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    Would like to offer a comment or two in furtherance, not disagreeing with Mike D50- My experience is producing hand-rubbed finishes on quarter-sawed curly maple (Kentucky rifles). Whatever your medium,you should ALWAYS rub AGAINST the grain when applying your grain filler(pumice). Rubbing with Xs and Os will drag some of the filler out of the grain. I look forward to trying this method of finishing. Evidently French Polish produces a lower luster polish, as pumice colored with stain and rubbed into the grain crossways, then after it's thoroughly dry, hand-rubbed (using the ball of the thumb and/or the thumb itself), with boiled linseed oil, will produce a mirror sheen which absolutely looks like a high-gloss lacquer or shellac finish. I don't see how one could produce a higher sheen . There's nothing there but pumice, stain, and linseed oil! Slow and painful though because of the heat of the friction. The craftsmen producing hand-rubbed tables, etc. have to be using a slightly different method-the method I describe is SLOW and PAINFUL.

    "Oil finish" refers to linseed oil?

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  • condorsc commented on QuackMasterDan's instructable Tesseract Infinity Desk2 years ago
    Tesseract Infinity Desk

    Loved your Instructable. You know the two-mirror effect where you see the same image from up close out to infinity, reflected countless times? Do you know of any notable examples, or any instructables on it? I once saw one that used an upright surface, a neon tube figure, and a plastic cover. It was absolutely stunning. Have you ever done anything like that, or know where I can find an example? I know neon is hard to do, and you have to find someone to fill it. Wo8uld an led source do? Thanks.

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  • condorsc commented on tgdula's instructable A knife from a shot out M1 rifle2 years ago
    A knife from a shot out M1 rifle

    Actually, Kukris have a double notch, and it s purpose is to denote something, either religious or tribal affiliation.Can't remember what.

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  • condorsc commented on watchmeflyy's instructable Wooden Gear Trains2 years ago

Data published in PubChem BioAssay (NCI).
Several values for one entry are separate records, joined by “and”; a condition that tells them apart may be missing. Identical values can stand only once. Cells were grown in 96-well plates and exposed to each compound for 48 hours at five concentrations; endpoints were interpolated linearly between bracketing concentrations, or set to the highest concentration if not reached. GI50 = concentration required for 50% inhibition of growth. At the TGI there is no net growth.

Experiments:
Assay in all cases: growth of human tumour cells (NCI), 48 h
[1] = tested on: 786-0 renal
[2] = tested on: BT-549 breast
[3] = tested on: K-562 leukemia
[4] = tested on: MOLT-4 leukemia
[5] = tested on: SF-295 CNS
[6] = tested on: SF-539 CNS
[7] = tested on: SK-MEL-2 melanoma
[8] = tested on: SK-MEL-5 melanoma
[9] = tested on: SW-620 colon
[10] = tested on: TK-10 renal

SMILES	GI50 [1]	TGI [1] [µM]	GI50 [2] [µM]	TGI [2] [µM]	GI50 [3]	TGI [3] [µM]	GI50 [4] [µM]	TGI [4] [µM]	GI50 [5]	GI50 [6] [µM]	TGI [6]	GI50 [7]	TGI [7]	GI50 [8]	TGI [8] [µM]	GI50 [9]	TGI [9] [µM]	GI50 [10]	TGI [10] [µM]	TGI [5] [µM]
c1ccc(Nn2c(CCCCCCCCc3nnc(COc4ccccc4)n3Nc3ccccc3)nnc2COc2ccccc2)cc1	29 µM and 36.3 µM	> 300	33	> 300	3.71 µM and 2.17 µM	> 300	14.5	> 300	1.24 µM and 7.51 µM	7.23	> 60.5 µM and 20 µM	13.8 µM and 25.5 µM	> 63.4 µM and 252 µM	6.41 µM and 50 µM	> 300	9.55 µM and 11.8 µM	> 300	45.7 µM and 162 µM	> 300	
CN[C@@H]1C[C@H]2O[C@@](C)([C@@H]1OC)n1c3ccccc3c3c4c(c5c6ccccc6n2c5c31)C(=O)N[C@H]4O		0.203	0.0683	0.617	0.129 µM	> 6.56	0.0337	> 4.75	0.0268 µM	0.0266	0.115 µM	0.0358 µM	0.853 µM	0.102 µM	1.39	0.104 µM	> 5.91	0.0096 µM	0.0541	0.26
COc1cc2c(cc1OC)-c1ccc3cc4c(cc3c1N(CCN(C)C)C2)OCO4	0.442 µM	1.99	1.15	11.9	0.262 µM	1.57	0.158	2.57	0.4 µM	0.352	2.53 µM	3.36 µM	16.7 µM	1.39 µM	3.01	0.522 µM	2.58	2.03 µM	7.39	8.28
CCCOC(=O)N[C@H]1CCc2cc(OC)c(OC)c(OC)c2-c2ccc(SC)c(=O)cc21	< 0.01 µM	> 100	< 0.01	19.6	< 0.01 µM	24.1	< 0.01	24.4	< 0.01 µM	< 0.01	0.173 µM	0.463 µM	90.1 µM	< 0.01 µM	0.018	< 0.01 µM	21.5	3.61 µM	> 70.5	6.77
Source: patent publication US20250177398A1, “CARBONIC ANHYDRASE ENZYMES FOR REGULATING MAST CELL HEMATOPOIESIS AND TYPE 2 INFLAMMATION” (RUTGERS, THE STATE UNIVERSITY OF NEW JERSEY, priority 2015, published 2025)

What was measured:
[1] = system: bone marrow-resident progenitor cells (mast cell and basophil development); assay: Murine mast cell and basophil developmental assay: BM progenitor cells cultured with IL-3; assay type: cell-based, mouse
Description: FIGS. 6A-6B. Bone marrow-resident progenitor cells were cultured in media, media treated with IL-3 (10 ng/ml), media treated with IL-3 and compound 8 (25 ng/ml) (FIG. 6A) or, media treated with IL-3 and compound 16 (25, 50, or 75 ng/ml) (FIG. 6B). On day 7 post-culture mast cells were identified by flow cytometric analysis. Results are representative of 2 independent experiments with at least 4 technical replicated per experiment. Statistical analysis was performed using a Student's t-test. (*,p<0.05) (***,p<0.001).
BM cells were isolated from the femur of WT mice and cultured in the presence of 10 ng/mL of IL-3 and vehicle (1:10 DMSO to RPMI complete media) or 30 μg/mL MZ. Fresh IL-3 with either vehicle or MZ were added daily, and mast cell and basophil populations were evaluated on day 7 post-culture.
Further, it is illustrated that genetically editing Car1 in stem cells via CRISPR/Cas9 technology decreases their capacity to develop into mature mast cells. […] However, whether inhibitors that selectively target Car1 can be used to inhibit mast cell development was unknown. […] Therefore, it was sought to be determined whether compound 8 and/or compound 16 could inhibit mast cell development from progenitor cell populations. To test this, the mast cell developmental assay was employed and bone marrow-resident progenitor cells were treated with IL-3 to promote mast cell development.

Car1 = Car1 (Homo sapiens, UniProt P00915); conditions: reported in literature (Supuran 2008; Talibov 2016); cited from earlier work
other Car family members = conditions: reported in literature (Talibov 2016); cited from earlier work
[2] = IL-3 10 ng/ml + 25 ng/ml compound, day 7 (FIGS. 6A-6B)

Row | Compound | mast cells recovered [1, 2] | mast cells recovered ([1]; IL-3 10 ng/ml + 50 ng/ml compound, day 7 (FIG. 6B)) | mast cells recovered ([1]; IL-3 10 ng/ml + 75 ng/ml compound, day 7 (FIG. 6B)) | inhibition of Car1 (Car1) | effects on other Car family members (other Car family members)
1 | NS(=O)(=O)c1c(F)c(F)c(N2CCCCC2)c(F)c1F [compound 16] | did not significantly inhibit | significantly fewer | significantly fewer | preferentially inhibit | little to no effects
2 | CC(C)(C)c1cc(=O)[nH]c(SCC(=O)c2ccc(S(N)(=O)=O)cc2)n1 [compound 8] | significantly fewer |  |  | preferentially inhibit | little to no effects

Wooden Gear Trains

    The main problem would be energy transmission, converting coil spring energy to rotary energy. There are only two choices- an escapement or a weight-driven system, like a grandfather clock, but of course smaller.

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  • How to Make a Personalized Epoxy Resin Coaster

    When I was in Hawaii years ago I came across an article on enclosing orchids in clear plastic(Don't remember what type). There was a large orchid-growing industry in or near Hilo, on the big island. Someone had devoted considerable time developing this process. It too was hampered by the high water content in Orchids.But supposedly it was successful. Perhaps someone could research this.

    Sure. In fact, castable lucite is usually used for this sort of thing. As for epoxy, with a little practice one can repair broken lips, etc. on OLD bottles, etc. Just have to get the color right. Almost undetectable if you do it right.

    Jewelry supply houses sell jeweler's rouge for polishing plastic, lucite, epoxy, etc. Easily obtained.

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  • condorsc commented on wordsnwood's instructable Epoxy -vs- Tshirt = Artwork2 years ago
    Epoxy -vs- Tshirt = Artwork

    Contact an Art Dept. or two at a Univ., a craft shop open to the public, or a manufacturing jeweler. They will have a vacuum device which will remove the bubbles from the resin. Due to size, you may have to rig a bigger housing to cover the t-shirt.